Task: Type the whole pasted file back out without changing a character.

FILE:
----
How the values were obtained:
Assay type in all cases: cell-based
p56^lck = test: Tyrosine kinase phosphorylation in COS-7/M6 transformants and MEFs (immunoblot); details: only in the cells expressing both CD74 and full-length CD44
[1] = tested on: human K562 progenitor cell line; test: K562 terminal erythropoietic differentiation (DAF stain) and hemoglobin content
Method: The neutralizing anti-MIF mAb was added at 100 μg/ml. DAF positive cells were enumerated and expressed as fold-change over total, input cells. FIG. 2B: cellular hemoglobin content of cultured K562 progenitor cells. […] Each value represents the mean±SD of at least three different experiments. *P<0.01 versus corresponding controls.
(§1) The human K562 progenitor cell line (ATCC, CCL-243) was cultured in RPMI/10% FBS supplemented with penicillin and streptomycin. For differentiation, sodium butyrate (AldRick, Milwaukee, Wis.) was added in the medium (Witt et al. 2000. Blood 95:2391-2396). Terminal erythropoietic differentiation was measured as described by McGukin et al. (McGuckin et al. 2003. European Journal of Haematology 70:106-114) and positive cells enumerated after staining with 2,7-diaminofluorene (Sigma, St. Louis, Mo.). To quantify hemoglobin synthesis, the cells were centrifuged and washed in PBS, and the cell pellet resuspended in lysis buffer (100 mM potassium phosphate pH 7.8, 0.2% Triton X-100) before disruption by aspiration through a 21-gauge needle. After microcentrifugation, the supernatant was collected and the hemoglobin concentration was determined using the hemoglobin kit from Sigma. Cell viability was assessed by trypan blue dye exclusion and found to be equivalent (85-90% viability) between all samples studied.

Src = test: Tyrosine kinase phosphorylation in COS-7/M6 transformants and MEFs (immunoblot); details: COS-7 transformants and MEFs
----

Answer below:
How the values were obtained:
Assay type in all cases: cell-based
p56^lck = test: Tyrosine kinase phosphorylation in COS-7/M6 transformants and MEFs (immunoblot); details: only in the cells expressing both CD74 and full-length CD44
[1] = tested on: human K562 progenitor cell line; test: K562 terminal erythropoietic differentiation (DAF stain) and hemoglobin content
Method: The neutralizing anti-MIF mAb was added at 100 μg/ml. DAF positive cells were enumerated and expressed as fold-change over total, input cells. FIG. 2B: cellular hemoglobin content of cultured K562 progenitor cells. […] Each value represents the mean±SD of at least three different experiments. *P<0.01 versus corresponding controls.
(§1) The human K562 progenitor cell line (ATCC, CCL-243) was cultured in RPMI/10% FBS supplemented with penicillin and streptomycin. For differentiation, sodium butyrate (AldRick, Milwaukee, Wis.) was added in the medium (Witt et al. 2000. Blood 95:2391-2396). Terminal erythropoietic differentiation was measured as described by McGukin et al. (McGuckin et al. 2003. European Journal of Haematology 70:106-114) and positive cells enumerated after staining with 2,7-diaminofluorene (Sigma, St. Louis, Mo.). To quantify hemoglobin synthesis, the cells were centrifuged and washed in PBS, and the cell pellet resuspended in lysis buffer (100 mM potassium phosphate pH 7.8, 0.2% Triton X-100) before disruption by aspiration through a 21-gauge needle. After microcentrifugation, the supernatant was collected and the hemoglobin concentration was determined using the hemoglobin kit from Sigma. Cell viability was assessed by trypan blue dye exclusion and found to be equivalent (85-90% viability) between all samples studied.

Src = test: Tyrosine kinase phosphorylation in COS-7/M6 transformants and MEFs (immunoblot); details: COS-7 transformants and MEFs